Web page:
"We need to popularise the game of football which is probably the only game which is played by every single nation on this planet," he said. "To that end, it's also a big challenge because you are competing with that many more countries. To do well, you have to find the best talent and nurture it, but most importantly you must have the commercialisation of the sport - if you do not have that, you cannot sustain that sport.

He continued: "Every team cannot remain at the amateur level of the sport, you cannot expect professionals to get into the game and not have a future ahead of them. So I think it (commercialisation) is important and it's happening in all sports, so why should football be any different?

"I think, in India, we should create that opportunity more and more as we do have a certain amount of commercial value to the game. I'm happy that players have started getting more money than in the past," he added.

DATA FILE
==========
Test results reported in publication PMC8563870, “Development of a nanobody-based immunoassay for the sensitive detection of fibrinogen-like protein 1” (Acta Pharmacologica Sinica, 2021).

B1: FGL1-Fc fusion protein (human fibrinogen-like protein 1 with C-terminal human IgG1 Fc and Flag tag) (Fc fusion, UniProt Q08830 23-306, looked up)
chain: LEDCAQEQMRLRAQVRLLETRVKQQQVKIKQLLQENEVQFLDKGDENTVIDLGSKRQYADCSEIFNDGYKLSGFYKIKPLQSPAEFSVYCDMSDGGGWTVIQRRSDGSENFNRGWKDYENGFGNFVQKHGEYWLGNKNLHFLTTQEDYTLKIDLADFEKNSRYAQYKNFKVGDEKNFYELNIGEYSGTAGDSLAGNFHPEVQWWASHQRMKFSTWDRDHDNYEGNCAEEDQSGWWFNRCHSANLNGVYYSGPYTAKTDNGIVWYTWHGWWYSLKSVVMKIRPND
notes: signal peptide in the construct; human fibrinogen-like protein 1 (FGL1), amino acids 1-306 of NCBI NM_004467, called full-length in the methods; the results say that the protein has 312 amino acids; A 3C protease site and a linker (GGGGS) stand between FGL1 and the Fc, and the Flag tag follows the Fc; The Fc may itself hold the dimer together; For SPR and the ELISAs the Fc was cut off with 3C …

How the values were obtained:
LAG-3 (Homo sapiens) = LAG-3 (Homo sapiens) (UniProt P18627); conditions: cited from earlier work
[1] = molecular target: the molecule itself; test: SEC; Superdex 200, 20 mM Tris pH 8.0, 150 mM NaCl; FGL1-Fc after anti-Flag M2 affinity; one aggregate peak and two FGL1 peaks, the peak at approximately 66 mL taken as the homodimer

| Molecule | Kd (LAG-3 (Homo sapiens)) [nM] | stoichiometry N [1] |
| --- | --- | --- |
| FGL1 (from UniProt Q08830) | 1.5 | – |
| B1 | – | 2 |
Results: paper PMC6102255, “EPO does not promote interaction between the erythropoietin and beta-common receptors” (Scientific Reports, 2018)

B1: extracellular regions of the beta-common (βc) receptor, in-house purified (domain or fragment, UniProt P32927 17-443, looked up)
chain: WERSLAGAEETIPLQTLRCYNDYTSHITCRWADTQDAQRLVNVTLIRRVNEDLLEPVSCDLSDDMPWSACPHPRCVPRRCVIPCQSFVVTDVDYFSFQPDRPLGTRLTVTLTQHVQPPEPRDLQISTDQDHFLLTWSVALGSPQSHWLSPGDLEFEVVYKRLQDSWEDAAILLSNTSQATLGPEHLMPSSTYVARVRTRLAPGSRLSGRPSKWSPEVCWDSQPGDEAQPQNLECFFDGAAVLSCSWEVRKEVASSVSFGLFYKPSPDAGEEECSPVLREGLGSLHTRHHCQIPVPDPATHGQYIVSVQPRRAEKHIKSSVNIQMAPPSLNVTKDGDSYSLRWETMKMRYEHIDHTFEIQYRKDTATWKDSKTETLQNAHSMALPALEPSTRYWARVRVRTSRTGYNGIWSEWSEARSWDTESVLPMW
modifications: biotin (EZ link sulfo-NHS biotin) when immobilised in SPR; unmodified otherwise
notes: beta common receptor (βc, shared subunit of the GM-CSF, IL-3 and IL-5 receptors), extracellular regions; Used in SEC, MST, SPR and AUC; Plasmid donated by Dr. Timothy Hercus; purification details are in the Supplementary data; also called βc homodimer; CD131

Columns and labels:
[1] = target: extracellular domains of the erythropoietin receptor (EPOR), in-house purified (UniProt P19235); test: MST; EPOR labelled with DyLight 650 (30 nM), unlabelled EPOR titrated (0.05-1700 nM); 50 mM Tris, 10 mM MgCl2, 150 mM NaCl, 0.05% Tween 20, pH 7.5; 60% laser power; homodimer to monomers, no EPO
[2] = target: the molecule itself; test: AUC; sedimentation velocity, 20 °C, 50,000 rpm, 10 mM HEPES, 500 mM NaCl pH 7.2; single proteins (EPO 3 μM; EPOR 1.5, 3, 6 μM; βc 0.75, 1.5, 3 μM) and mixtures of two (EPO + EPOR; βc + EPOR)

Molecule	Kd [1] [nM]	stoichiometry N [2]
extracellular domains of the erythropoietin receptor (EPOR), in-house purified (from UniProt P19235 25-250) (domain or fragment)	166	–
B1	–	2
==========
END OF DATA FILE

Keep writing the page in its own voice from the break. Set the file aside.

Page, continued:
Indian Hockey was once in it's prime

The Hockey India League (HIL) organised with the aim of reviving the national game saw major corporates investing in the property and Patel pointed towards it as an apt example to follow.

"One good example or an eye-opener is the Hockey League (Hockey India League) which just took place where so much more money came into the game, the players and the stake-holders which never happened in the past. I think that will create more energy and enthusiasm in all sides, including the players.

"Day-by-day they will do better, improve the country's performance and the whole value chain keeps on increasing and expanding. In football also, of course, we do have the established I-League which has its own commercial value to it," he observed.